B’nai B’rith President Seth J. Riklin and CEO Daniel S. Mariaschin have issued the following statement:
B’nai B’rith International notes that in initial decisions announced today on “provisional” requests made by South Africa in a case accusing Israel of “genocide,” the International Court of Justice (ICJ) rightly did not demand that Israel stop vital defensive operations against Hamas in Gaza.
Nonetheless, B’nai B’rith is troubled that the ICJ asserted that the requirements to grant several South African requests for preliminary steps, including the need for Israel to report on its compliance with obligations, have been satisfied and that the case had a basis to proceed under the international Genocide Convention. The court announcement dwelt heavily on suffering in Gaza and on purportedly objectionable statements by some Israeli political officials, with minimal attention to horrific Palestinian crimes committed against Israelis, to highly challenging military conditions engineered by Hamas in Gaza and to Israel’s obligation to defend its citizens’ lives.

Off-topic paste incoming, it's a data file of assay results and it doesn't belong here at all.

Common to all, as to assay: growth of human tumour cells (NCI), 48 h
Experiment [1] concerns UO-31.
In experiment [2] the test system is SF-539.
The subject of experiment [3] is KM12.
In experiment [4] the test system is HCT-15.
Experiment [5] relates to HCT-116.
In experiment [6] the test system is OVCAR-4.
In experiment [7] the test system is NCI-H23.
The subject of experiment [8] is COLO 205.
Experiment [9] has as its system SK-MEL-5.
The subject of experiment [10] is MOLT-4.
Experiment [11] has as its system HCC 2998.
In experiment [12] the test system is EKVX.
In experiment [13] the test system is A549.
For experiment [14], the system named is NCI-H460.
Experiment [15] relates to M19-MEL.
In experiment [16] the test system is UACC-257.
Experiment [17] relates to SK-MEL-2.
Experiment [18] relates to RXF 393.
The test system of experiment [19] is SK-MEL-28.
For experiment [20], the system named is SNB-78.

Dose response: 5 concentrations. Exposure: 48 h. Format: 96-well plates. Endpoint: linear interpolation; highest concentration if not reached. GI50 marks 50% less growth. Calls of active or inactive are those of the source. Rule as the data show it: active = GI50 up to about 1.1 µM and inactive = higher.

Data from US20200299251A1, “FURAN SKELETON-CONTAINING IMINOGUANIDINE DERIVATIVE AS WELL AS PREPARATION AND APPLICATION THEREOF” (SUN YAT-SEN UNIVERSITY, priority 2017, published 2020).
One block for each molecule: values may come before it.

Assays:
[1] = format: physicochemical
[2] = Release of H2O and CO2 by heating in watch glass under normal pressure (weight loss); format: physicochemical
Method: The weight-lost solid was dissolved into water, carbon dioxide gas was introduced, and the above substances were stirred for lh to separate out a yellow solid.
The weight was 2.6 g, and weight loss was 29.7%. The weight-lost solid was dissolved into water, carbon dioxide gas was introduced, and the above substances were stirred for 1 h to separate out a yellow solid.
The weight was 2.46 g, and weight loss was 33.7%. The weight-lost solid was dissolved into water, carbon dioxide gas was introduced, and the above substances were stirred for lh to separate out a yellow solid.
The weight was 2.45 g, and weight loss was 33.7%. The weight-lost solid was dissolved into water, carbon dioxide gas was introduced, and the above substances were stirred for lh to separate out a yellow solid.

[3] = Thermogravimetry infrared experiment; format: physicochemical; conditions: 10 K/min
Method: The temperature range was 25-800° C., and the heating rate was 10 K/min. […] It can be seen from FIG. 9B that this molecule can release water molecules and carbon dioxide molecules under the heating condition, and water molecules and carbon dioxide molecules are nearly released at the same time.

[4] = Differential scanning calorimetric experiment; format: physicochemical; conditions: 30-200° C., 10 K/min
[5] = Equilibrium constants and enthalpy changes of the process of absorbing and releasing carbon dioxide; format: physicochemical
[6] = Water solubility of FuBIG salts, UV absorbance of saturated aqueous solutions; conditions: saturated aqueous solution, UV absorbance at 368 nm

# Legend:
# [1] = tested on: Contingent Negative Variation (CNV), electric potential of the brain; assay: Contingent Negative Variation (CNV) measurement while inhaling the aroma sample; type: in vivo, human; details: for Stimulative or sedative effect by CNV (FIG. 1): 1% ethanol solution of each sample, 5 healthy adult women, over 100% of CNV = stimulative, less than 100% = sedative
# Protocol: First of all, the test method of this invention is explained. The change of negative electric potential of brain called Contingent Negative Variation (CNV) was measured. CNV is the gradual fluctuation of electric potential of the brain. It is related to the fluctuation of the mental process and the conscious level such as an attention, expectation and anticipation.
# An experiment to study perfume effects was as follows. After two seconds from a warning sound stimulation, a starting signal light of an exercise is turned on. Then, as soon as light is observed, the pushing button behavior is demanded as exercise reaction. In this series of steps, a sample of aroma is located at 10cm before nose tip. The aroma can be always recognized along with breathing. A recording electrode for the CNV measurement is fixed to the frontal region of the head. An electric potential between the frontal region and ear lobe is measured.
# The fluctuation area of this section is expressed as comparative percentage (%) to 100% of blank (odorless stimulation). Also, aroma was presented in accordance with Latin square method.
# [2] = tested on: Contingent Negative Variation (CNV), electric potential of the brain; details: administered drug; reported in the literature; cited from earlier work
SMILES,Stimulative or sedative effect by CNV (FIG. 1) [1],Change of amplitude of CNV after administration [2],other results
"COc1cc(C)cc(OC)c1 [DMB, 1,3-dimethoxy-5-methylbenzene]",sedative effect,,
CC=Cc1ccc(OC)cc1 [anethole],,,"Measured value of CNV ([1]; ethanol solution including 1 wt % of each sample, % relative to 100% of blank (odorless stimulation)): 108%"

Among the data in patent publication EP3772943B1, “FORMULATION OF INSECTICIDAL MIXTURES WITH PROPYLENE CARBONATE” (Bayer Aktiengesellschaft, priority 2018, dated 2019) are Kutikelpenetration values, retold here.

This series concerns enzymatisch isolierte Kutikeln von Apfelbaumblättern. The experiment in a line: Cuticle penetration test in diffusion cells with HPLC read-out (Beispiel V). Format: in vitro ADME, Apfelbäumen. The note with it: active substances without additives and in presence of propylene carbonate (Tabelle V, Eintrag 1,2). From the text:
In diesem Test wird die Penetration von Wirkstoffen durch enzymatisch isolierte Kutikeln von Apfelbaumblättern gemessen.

The same may be said of attention to South Africa’s indifference, at best, to the terrorists’ genocidal aspirations against Israeli Jews—and the court’s failure to indicate obligations of Palestinians and other parties to ensure the survival and the humanitarian needs of Israeli civilians.
The very suggestion that Israel—and not its enemies, openly committed to Israel’s violent eradication—may be guilty of “genocide,” is outrageous considering patent facts, including Israel’s exceptional efforts to lessen Palestinian civilian casualties and to provide Gaza’s population with humanitarian aid even during an unprovoked and indiscriminate war, like previous wars, brutally prompted by the Palestinian side.
The cynical South African case unacceptably politicizes the court and the Genocide Convention in particular, threatening their standing. The ICJ, the United Nations court whose judges are appointed by U.N. bodies, should have—and should still—decline to proceed with it.
B’nai B’rith, which made an extensive submission to the court and has led Jewish engagement with the U.N. since its founding in 1945, will continue to follow this matter closely, while encouraging all governments and stakeholders of influence to uphold Israel’s vital right and duty of self-defense in the interest of all responsible countries’ need to preserve the necessary tools for counterterrorism.